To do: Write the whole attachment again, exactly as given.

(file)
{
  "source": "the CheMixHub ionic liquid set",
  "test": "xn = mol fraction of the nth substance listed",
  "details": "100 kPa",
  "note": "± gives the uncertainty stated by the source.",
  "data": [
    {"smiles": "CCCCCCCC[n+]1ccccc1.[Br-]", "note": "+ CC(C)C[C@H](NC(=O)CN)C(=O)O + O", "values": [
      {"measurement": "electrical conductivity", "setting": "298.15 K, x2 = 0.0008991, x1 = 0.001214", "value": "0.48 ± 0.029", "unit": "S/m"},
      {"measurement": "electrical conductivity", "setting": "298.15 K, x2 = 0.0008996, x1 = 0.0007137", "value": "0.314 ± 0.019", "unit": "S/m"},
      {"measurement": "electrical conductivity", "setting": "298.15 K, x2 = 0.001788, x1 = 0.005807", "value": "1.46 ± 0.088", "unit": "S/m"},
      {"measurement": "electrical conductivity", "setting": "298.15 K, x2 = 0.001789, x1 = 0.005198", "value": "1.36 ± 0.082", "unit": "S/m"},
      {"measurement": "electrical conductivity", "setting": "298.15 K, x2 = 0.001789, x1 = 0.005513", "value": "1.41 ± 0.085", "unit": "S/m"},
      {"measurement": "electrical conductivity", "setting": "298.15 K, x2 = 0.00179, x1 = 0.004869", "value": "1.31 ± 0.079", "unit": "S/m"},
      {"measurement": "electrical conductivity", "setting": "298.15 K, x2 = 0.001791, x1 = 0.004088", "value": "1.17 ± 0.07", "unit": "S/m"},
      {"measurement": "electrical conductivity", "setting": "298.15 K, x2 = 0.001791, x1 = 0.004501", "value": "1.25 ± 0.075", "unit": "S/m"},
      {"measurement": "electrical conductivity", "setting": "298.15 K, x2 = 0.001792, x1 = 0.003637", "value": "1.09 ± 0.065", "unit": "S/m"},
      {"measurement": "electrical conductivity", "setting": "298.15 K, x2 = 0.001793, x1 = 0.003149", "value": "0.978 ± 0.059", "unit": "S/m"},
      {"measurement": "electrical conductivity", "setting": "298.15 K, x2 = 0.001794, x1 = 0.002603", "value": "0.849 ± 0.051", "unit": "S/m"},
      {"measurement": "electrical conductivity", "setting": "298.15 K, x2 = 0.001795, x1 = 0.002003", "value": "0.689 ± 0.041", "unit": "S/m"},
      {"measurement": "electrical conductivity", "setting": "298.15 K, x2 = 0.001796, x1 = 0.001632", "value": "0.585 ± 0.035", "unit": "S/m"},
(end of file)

{
  "source": "the CheMixHub ionic liquid set",
  "test": "xn = mol fraction of the nth substance listed",
  "details": "100 kPa",
  "note": "± gives the uncertainty stated by the source.",
  "data": [
    {"smiles": "CCCCCCCC[n+]1ccccc1.[Br-]", "note": "+ CC(C)C[C@H](NC(=O)CN)C(=O)O + O", "values": [
      {"measurement": "electrical conductivity", "setting": "298.15 K, x2 = 0.0008991, x1 = 0.001214", "value": "0.48 ± 0.029", "unit": "S/m"},
      {"measurement": "electrical conductivity", "setting": "298.15 K, x2 = 0.0008996, x1 = 0.0007137", "value": "0.314 ± 0.019", "unit": "S/m"},
      {"measurement": "electrical conductivity", "setting": "298.15 K, x2 = 0.001788, x1 = 0.005807", "value": "1.46 ± 0.088", "unit": "S/m"},
      {"measurement": "electrical conductivity", "setting": "298.15 K, x2 = 0.001789, x1 = 0.005198", "value": "1.36 ± 0.082", "unit": "S/m"},
      {"measurement": "electrical conductivity", "setting": "298.15 K, x2 = 0.001789, x1 = 0.005513", "value": "1.41 ± 0.085", "unit": "S/m"},
      {"measurement": "electrical conductivity", "setting": "298.15 K, x2 = 0.00179, x1 = 0.004869", "value": "1.31 ± 0.079", "unit": "S/m"},
      {"measurement": "electrical conductivity", "setting": "298.15 K, x2 = 0.001791, x1 = 0.004088", "value": "1.17 ± 0.07", "unit": "S/m"},
      {"measurement": "electrical conductivity", "setting": "298.15 K, x2 = 0.001791, x1 = 0.004501", "value": "1.25 ± 0.075", "unit": "S/m"},
      {"measurement": "electrical conductivity", "setting": "298.15 K, x2 = 0.001792, x1 = 0.003637", "value": "1.09 ± 0.065", "unit": "S/m"},
      {"measurement": "electrical conductivity", "setting": "298.15 K, x2 = 0.001793, x1 = 0.003149", "value": "0.978 ± 0.059", "unit": "S/m"},
      {"measurement": "electrical conductivity", "setting": "298.15 K, x2 = 0.001794, x1 = 0.002603", "value": "0.849 ± 0.051", "unit": "S/m"},
      {"measurement": "electrical conductivity", "setting": "298.15 K, x2 = 0.001795, x1 = 0.002003", "value": "0.689 ± 0.041", "unit": "S/m"},
      {"measurement": "electrical conductivity", "setting": "298.15 K, x2 = 0.001796, x1 = 0.001632", "value": "0.585 ± 0.035", "unit": "S/m"},